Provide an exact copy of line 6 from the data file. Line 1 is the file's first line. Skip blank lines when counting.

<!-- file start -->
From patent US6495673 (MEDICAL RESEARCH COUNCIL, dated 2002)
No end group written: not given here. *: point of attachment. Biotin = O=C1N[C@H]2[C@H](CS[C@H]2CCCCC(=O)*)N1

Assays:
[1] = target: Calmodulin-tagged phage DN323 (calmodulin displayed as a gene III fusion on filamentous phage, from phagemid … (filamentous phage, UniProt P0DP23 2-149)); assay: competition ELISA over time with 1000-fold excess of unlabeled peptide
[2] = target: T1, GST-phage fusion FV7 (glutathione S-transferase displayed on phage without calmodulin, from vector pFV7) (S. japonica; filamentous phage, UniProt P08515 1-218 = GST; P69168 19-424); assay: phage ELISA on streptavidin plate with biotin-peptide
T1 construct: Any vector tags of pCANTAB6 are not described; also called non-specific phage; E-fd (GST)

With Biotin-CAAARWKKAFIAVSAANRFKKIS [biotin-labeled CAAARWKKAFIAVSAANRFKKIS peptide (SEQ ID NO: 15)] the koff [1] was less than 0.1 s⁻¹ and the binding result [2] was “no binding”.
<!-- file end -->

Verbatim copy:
T1 construct: Any vector tags of pCANTAB6 are not described; also called non-specific phage; E-fd (GST)